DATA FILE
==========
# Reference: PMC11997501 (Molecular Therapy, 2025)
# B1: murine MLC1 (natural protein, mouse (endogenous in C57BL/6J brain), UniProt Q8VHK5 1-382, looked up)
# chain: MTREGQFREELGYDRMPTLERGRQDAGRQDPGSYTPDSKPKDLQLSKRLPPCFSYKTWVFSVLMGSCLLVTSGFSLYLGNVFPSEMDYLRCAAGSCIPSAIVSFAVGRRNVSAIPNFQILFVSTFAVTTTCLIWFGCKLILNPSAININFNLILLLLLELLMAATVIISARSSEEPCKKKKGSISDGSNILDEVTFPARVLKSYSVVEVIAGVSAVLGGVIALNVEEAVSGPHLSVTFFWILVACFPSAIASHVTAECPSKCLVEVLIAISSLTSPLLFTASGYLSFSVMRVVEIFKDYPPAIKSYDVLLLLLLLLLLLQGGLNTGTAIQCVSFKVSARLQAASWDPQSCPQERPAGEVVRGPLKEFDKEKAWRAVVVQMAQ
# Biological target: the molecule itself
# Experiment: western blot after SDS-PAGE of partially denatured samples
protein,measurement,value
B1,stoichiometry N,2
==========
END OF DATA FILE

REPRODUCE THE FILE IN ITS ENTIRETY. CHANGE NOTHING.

# Reference: PMC11997501 (Molecular Therapy, 2025)
# B1: murine MLC1 (natural protein, mouse (endogenous in C57BL/6J brain), UniProt Q8VHK5 1-382, looked up)
# chain: MTREGQFREELGYDRMPTLERGRQDAGRQDPGSYTPDSKPKDLQLSKRLPPCFSYKTWVFSVLMGSCLLVTSGFSLYLGNVFPSEMDYLRCAAGSCIPSAIVSFAVGRRNVSAIPNFQILFVSTFAVTTTCLIWFGCKLILNPSAININFNLILLLLLELLMAATVIISARSSEEPCKKKKGSISDGSNILDEVTFPARVLKSYSVVEVIAGVSAVLGGVIALNVEEAVSGPHLSVTFFWILVACFPSAIASHVTAECPSKCLVEVLIAISSLTSPLLFTASGYLSFSVMRVVEIFKDYPPAIKSYDVLLLLLLLLLLLQGGLNTGTAIQCVSFKVSARLQAASWDPQSCPQERPAGEVVRGPLKEFDKEKAWRAVVVQMAQ
# Biological target: the molecule itself
# Experiment: western blot after SDS-PAGE of partially denatured samples
protein,measurement,value
B1,stoichiometry N,2